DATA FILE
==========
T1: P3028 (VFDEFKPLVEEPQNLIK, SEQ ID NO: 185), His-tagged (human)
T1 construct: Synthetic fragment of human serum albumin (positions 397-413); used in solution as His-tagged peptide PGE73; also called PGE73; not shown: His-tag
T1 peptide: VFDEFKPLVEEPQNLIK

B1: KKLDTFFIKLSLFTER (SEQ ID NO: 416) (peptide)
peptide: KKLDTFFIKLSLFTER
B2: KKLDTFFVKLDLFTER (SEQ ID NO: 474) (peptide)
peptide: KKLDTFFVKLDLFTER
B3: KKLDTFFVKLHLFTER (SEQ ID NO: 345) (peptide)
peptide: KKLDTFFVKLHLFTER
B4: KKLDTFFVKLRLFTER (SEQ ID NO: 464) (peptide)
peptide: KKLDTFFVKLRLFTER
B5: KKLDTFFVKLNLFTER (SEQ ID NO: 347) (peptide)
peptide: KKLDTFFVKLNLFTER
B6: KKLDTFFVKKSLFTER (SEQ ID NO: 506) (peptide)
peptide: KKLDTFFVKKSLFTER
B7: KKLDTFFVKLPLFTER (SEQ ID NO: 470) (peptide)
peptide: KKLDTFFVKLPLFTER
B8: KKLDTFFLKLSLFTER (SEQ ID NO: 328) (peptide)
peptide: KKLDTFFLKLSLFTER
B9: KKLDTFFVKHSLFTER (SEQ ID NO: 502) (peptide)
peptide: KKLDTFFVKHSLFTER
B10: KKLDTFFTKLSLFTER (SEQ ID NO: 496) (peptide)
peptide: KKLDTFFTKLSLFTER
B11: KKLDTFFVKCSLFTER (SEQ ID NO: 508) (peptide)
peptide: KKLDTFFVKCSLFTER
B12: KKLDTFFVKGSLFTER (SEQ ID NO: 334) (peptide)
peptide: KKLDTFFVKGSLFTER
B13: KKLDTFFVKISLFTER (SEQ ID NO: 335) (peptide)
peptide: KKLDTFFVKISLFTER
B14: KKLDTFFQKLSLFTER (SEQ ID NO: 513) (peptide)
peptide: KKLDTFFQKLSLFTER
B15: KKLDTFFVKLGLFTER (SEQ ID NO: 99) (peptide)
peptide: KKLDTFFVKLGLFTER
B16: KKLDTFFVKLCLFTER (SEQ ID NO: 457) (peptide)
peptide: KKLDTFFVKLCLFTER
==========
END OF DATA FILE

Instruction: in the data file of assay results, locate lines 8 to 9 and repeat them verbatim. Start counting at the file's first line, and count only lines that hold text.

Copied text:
B3: KKLDTFFVKLHLFTER (SEQ ID NO: 345) (peptide)
peptide: KKLDTFFVKLHLFTER